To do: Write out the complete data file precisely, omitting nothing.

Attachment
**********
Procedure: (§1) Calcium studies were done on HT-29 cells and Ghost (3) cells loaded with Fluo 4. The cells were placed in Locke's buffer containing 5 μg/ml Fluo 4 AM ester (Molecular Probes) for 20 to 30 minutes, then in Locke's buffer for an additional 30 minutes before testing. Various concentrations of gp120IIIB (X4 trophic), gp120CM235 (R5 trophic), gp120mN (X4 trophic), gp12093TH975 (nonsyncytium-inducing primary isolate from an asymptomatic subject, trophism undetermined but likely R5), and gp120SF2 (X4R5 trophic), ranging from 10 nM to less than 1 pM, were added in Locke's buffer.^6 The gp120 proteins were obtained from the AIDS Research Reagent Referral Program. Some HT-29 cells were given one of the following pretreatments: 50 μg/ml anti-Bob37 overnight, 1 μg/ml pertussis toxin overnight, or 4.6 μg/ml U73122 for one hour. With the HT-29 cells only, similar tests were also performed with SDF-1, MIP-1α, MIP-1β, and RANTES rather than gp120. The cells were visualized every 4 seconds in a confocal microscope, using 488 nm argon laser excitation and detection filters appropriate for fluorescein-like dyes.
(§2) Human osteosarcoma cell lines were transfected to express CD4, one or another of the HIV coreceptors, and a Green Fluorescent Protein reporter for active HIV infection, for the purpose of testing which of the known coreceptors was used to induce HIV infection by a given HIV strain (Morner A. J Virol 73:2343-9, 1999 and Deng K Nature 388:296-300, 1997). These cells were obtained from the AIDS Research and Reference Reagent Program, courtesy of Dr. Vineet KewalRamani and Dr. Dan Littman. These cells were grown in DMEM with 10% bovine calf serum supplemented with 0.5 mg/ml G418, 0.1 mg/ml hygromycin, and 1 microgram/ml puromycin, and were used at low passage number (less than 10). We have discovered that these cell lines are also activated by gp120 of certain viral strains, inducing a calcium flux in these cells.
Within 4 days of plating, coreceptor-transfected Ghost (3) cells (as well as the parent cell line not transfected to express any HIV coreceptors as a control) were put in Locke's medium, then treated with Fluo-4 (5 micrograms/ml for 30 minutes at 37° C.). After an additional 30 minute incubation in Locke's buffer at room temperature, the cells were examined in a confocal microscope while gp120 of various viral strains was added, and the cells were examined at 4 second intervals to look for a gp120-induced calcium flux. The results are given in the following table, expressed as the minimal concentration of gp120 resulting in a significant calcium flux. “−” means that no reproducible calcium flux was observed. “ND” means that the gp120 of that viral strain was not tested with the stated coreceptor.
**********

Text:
Procedure: (§1) Calcium studies were done on HT-29 cells and Ghost (3) cells loaded with Fluo 4. The cells were placed in Locke's buffer containing 5 μg/ml Fluo 4 AM ester (Molecular Probes) for 20 to 30 minutes, then in Locke's buffer for an additional 30 minutes before testing. Various concentrations of gp120IIIB (X4 trophic), gp120CM235 (R5 trophic), gp120mN (X4 trophic), gp12093TH975 (nonsyncytium-inducing primary isolate from an asymptomatic subject, trophism undetermined but likely R5), and gp120SF2 (X4R5 trophic), ranging from 10 nM to less than 1 pM, were added in Locke's buffer.^6 The gp120 proteins were obtained from the AIDS Research Reagent Referral Program. Some HT-29 cells were given one of the following pretreatments: 50 μg/ml anti-Bob37 overnight, 1 μg/ml pertussis toxin overnight, or 4.6 μg/ml U73122 for one hour. With the HT-29 cells only, similar tests were also performed with SDF-1, MIP-1α, MIP-1β, and RANTES rather than gp120. The cells were visualized every 4 seconds in a confocal microscope, using 488 nm argon laser excitation and detection filters appropriate for fluorescein-like dyes.
(§2) Human osteosarcoma cell lines were transfected to express CD4, one or another of the HIV coreceptors, and a Green Fluorescent Protein reporter for active HIV infection, for the purpose of testing which of the known coreceptors was used to induce HIV infection by a given HIV strain (Morner A. J Virol 73:2343-9, 1999 and Deng K Nature 388:296-300, 1997). These cells were obtained from the AIDS Research and Reference Reagent Program, courtesy of Dr. Vineet KewalRamani and Dr. Dan Littman. These cells were grown in DMEM with 10% bovine calf serum supplemented with 0.5 mg/ml G418, 0.1 mg/ml hygromycin, and 1 microgram/ml puromycin, and were used at low passage number (less than 10). We have discovered that these cell lines are also activated by gp120 of certain viral strains, inducing a calcium flux in these cells.
Within 4 days of plating, coreceptor-transfected Ghost (3) cells (as well as the parent cell line not transfected to express any HIV coreceptors as a control) were put in Locke's medium, then treated with Fluo-4 (5 micrograms/ml for 30 minutes at 37° C.). After an additional 30 minute incubation in Locke's buffer at room temperature, the cells were examined in a confocal microscope while gp120 of various viral strains was added, and the cells were examined at 4 second intervals to look for a gp120-induced calcium flux. The results are given in the following table, expressed as the minimal concentration of gp120 resulting in a significant calcium flux. “−” means that no reproducible calcium flux was observed. “ND” means that the gp120 of that viral strain was not tested with the stated coreceptor.